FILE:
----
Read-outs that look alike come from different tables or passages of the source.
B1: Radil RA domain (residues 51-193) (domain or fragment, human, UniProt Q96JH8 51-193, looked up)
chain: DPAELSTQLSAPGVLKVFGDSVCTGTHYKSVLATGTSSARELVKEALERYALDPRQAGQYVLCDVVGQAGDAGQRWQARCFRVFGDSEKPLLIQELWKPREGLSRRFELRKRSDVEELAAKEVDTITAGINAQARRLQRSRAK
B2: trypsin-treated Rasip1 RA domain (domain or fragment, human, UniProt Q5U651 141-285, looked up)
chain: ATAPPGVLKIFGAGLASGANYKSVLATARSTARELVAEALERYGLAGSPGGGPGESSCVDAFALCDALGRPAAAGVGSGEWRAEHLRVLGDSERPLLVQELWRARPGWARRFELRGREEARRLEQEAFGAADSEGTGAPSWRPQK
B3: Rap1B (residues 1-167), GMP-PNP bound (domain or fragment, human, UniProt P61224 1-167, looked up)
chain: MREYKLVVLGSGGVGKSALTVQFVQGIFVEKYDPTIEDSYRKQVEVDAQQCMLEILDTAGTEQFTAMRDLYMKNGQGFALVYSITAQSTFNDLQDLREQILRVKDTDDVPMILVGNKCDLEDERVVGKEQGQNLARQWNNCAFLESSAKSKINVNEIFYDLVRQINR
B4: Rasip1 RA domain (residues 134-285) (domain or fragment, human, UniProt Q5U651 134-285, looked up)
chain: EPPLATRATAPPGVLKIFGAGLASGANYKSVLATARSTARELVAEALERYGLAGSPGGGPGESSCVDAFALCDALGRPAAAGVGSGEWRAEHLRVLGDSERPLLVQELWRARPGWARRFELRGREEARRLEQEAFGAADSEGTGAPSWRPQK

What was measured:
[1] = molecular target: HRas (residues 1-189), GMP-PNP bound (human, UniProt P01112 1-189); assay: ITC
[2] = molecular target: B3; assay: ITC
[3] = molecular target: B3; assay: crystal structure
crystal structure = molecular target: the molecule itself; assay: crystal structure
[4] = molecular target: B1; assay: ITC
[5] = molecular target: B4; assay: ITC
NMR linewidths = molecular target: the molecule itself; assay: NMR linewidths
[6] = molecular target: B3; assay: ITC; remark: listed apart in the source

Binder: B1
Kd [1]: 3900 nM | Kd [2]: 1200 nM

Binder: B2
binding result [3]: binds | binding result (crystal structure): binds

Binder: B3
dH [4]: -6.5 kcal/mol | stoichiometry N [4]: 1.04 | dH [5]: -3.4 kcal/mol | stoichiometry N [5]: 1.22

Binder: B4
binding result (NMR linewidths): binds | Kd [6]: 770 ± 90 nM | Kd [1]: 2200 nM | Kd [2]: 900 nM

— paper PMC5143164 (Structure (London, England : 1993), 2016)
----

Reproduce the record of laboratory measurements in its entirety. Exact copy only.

Read-outs that look alike come from different tables or passages of the source.
B1: Radil RA domain (residues 51-193) (domain or fragment, human, UniProt Q96JH8 51-193, looked up)
chain: DPAELSTQLSAPGVLKVFGDSVCTGTHYKSVLATGTSSARELVKEALERYALDPRQAGQYVLCDVVGQAGDAGQRWQARCFRVFGDSEKPLLIQELWKPREGLSRRFELRKRSDVEELAAKEVDTITAGINAQARRLQRSRAK
B2: trypsin-treated Rasip1 RA domain (domain or fragment, human, UniProt Q5U651 141-285, looked up)
chain: ATAPPGVLKIFGAGLASGANYKSVLATARSTARELVAEALERYGLAGSPGGGPGESSCVDAFALCDALGRPAAAGVGSGEWRAEHLRVLGDSERPLLVQELWRARPGWARRFELRGREEARRLEQEAFGAADSEGTGAPSWRPQK
B3: Rap1B (residues 1-167), GMP-PNP bound (domain or fragment, human, UniProt P61224 1-167, looked up)
chain: MREYKLVVLGSGGVGKSALTVQFVQGIFVEKYDPTIEDSYRKQVEVDAQQCMLEILDTAGTEQFTAMRDLYMKNGQGFALVYSITAQSTFNDLQDLREQILRVKDTDDVPMILVGNKCDLEDERVVGKEQGQNLARQWNNCAFLESSAKSKINVNEIFYDLVRQINR
B4: Rasip1 RA domain (residues 134-285) (domain or fragment, human, UniProt Q5U651 134-285, looked up)
chain: EPPLATRATAPPGVLKIFGAGLASGANYKSVLATARSTARELVAEALERYGLAGSPGGGPGESSCVDAFALCDALGRPAAAGVGSGEWRAEHLRVLGDSERPLLVQELWRARPGWARRFELRGREEARRLEQEAFGAADSEGTGAPSWRPQK

What was measured:
[1] = molecular target: HRas (residues 1-189), GMP-PNP bound (human, UniProt P01112 1-189); assay: ITC
[2] = molecular target: B3; assay: ITC
[3] = molecular target: B3; assay: crystal structure
crystal structure = molecular target: the molecule itself; assay: crystal structure
[4] = molecular target: B1; assay: ITC
[5] = molecular target: B4; assay: ITC
NMR linewidths = molecular target: the molecule itself; assay: NMR linewidths
[6] = molecular target: B3; assay: ITC; remark: listed apart in the source

Binder: B1
Kd [1]: 3900 nM | Kd [2]: 1200 nM

Binder: B2
binding result [3]: binds | binding result (crystal structure): binds

Binder: B3
dH [4]: -6.5 kcal/mol | stoichiometry N [4]: 1.04 | dH [5]: -3.4 kcal/mol | stoichiometry N [5]: 1.22

Binder: B4
binding result (NMR linewidths): binds | Kd [6]: 770 ± 90 nM | Kd [1]: 2200 nM | Kd [2]: 900 nM

— paper PMC5143164 (Structure (London, England : 1993), 2016)